SWAT Literature Database for Peer-Reviewed Journal Articles

Title:Evaluation of the TBET Model for potential improvement of Southern P Indices 
Authors:Forsberg, A., D.E. Radcliffe, C.H. Bolster, A. Mittelstet, D.E. Storm and D. Osmond 
Journal:Journal of Environmental Quality 
Volume (Issue):46(6) 
Article ID: 
URL (non-DOI journals): 
Broad Application Category:pollutant only 
Primary Application Category:GIS interface, GIS utility, or other type of interface/utility 
Secondary Application Category:phosphorus cycling/loss and transport 
Watershed Description:18 total field sites located in Washington County, Arkansas, Putnam county, Georgia, or Henderson County, North Carolina, U.S. 
Calibration Summary: 
Validation Summary: 
General Comments:The authors describe testing of the "TBET model" in this study, but TBET is really an interface based on output from underlying SWAT simulations, and thus SWAT is identified as the model for this study.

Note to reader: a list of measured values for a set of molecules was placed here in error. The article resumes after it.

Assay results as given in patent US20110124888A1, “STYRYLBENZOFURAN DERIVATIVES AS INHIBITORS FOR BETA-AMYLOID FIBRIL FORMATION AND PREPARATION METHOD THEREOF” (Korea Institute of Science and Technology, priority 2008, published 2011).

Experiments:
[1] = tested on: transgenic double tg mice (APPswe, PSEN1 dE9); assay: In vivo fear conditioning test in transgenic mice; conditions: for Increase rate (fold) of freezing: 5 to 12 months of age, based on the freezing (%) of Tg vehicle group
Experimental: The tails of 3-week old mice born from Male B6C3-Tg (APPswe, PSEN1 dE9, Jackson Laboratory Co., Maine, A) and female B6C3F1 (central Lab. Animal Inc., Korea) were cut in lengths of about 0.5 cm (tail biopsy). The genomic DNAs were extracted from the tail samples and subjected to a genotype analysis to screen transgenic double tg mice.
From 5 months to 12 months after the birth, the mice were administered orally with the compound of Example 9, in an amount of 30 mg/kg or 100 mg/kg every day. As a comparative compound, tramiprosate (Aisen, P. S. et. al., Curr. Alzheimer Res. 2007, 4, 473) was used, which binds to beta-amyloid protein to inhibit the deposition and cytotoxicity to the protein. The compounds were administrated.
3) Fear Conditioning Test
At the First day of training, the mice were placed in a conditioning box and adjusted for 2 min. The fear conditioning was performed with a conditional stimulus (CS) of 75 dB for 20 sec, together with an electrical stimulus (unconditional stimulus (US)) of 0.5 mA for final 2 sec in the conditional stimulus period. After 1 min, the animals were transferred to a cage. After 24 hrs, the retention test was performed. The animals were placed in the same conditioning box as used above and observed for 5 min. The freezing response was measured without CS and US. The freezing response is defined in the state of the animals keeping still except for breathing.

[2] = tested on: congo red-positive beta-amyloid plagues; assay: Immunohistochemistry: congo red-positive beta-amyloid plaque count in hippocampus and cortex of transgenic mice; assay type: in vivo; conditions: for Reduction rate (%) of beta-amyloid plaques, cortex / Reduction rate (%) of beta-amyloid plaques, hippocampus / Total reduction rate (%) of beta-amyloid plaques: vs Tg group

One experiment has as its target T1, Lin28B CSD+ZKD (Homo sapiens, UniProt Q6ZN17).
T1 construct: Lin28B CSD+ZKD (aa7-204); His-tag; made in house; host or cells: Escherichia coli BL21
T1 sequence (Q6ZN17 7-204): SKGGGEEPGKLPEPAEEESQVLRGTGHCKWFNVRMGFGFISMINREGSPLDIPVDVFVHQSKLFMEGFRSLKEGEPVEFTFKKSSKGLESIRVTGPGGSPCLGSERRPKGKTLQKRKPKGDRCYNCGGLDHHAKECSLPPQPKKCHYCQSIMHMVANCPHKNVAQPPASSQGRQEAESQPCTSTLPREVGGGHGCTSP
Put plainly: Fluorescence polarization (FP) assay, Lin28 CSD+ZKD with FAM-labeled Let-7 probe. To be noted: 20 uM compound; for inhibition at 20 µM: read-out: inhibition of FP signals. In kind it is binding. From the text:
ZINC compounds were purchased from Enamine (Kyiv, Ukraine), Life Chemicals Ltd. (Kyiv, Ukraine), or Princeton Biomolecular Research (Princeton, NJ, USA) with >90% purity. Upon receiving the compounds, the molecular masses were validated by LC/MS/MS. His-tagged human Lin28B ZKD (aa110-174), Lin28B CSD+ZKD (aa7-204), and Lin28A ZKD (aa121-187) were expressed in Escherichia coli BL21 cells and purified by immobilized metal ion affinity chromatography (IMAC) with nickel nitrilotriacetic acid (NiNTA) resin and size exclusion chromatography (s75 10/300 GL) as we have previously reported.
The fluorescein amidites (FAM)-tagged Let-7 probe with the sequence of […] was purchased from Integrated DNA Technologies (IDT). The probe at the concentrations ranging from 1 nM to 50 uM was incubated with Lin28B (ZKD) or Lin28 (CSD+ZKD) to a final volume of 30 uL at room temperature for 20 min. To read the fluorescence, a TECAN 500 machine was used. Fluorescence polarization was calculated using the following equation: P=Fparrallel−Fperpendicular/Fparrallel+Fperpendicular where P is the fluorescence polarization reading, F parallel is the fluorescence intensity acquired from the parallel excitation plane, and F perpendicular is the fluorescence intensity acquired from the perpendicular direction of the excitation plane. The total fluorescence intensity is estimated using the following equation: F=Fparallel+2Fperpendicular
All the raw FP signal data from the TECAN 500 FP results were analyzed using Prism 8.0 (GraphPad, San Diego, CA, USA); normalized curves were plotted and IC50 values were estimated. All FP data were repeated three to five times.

Abstract:Due to a shortage of available phosphorus (P)-loss datasets, simulated data from an accurate quantitative P transport model could be used to evaluate a P Index. The objective of this study was to compare predictions from the Texas Best Management Practice Evaluation Tool (TBET) against measured P-loss data to determine whether the model could be used to improve P Indices in the southern region. Measured P-loss data from field-scale study sites in Arkansas, Georgia, and North Carolina were used to assess the accuracy of TBET for predicting fieldscale loss of P. We found that event-based predictions using an uncalibrated model were generally poor. Calibration improved runoff predictions and produced scatterplot regression lines that had slopes near one and intercepts near zero. However, TBET predictions of runoff met the performance criteria (Nash–Sutcliffe efficiency ³ 0.3, percent bias £ 35%, and mean absolute error £ 10 mm) in only one out of six comparisons: North Carolina during calibration. Sediment predictions were imprecise, and dissolved P predictions underestimated measured losses. In North Carolina, total P-loss predictions were reasonably accurate because TBET did a slightly better job of predicting sediment losses from cultivated land. In Arkansas and Georgia, where the experimental sites were in forage production, the underprediction of dissolved P led directly to the underpredictions of total P. We conclude that TBET cannot be used to improve southern P Indices, but a curve number approach could be incorporated into P Indices to improve runoff predictions.